We spent the evening poking into a number of shops; relying (as one tends to do) on a combination of sensory input and intuition, we decided to do a little buying in one particular shop: Pin Xian Tea Calling. By the time we arrived, the person minding the store, Ms Cai, was getting ready to close, but she happily stayed open and showed us her fairly extensive stock of tea-ware. Much of it was not from Jing De Zhen, which is probably the town that produces the largest volume of porcelain in the PRC, but from De Hua. Ms Cai proudly advised us that De Hua porcelain is actually better than Jing De porcelain -- 'the best in China' -- and indeed the De Hua pieces she had on offer were visibly finer than the others.
We browsed and selected a few pieces, and then came the inevitable next question: Would you like some tea? We had just sat through some unimpressive rounds at other shops, so we begged off -- or tried to do so. Ms Cai was having none of that. Nor was she proffering any of the TGY that is so common in the commercial storage-freezers of Fuzhou: no, she had some really excellent DHP, from up in Wu Yi, that we really must try.
We did not let on that we were headed precisely to Wu Yi Shan on the morrow: Ms Cai was so proud of her wares that this would have deflated her. And as even lower-grade DHP is something of a prestige tea, to be offered this in a shop is a token of some esteem. (It is also, of course, a sales-gambit -- it means that the vendor infers that you can afford to buy a prestige tea and are likely to do so.) By this point I was already a bit jaded by the constant refrain of 'try this tea!,' and as I was already buying a creamy-white De Hua sharing pitcher, I did not feel undue pressure also to buy tea.
But the tea was good. Better than anything else we had yet sampled that evening. After a bit, Ms Cai stepped aside and let Nikky take over the brewing. This came as a bit of a surprise to me, since Nikky had protested several times that she 'doesn't like tea!' (and didn't really want to spend the whole evening just tea-shopping). But Nikky, as I was to discover again and again over the course of the next couple of days, is full of surprises. She asked for fresh hot water, briskly washed the tasting cups, expertly arranged the equipage before her at the wooden serving table, and began brewing. Under Nikky's agile fingers, this Da Hong Pao began to release nuances we had not yet tasted.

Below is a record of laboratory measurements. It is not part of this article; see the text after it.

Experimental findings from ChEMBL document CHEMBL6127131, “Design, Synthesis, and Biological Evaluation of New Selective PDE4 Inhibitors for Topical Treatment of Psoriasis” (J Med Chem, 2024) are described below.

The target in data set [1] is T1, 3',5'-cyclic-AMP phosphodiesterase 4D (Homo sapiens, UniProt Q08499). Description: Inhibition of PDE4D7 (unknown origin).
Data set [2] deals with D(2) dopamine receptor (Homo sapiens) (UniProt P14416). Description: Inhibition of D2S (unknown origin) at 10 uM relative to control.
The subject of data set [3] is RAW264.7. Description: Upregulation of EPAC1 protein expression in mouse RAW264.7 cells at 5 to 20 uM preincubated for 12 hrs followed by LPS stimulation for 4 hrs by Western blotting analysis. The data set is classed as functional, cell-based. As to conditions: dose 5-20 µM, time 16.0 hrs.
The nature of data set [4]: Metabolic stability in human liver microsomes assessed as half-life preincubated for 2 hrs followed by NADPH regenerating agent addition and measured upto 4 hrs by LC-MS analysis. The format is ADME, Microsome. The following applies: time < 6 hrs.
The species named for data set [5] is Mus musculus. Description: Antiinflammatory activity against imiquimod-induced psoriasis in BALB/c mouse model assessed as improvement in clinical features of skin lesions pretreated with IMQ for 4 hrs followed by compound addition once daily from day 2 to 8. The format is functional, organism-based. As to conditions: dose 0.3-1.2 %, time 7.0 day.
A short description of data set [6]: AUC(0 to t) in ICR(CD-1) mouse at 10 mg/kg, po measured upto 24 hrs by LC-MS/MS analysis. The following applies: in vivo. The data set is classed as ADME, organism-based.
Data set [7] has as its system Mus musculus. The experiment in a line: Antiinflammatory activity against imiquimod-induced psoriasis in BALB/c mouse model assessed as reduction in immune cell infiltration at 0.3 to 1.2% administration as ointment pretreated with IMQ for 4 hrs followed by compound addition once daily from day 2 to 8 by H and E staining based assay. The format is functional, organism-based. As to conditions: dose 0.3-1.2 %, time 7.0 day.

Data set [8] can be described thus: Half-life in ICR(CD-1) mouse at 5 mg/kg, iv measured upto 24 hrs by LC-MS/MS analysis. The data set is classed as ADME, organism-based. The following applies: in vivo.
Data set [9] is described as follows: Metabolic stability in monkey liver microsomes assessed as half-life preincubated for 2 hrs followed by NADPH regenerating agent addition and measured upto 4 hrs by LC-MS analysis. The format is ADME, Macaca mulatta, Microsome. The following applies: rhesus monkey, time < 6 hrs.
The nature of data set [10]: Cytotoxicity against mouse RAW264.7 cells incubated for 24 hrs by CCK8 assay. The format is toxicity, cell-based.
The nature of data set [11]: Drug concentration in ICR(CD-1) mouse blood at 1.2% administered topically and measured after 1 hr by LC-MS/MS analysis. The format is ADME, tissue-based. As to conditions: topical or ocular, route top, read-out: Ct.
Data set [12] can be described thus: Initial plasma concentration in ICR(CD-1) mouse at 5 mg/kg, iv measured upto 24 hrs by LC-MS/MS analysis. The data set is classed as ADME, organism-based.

Ms Cai's price was unexpectedly low for a tea of such quality. So I bought a small amount (not much, as I was heading to the very source the next day). We parted on very happy terms, and I recommend Ms Cai and her establishment to you, if you should find yourself in Fuzhou (tel 8367.6660). My sense is that Pin Xian Tea is a sizeable company, and Ms Cai's business card includes their web address (http://www.pxtea.com/), but the shop is a small and modest one, of a piece with her prices.
From the tea market we took a cab to a tea house (茶馆 cha guan) where, as is the fashion in Fujian, you can arrange for a comely young lass in a silk cheongsam to brew you some oolong(s) in a room of your choosing. The settings vary across a spectrum -- some furnished with lacquered (high) table and chairs, others lower to the ground and with a more Japanese feel. This place was fairly bustling, even though it was almost 11.00 pm by this time, so the selection was limited. Warren had brought some tea along with him, and wanted to do the brewing himself. The hostess, who was all set to assign us to one of her girls, balked at this initially, but eventually allowed it. So we settled down for a few rounds of gongfu cha.
It was not long, though, before my eyelids began drooping (never mind the caffeine), so eventually we headed back to the hotel. It would be an early morning, I knew, and a long train-ride to Wu Yi Shan; Warren and Nikky had wisely chosen us a hotel directly across the street from the railway station. After a brief chat about books, I fell (as they say) into the arms of Morpheus.
[to be continued]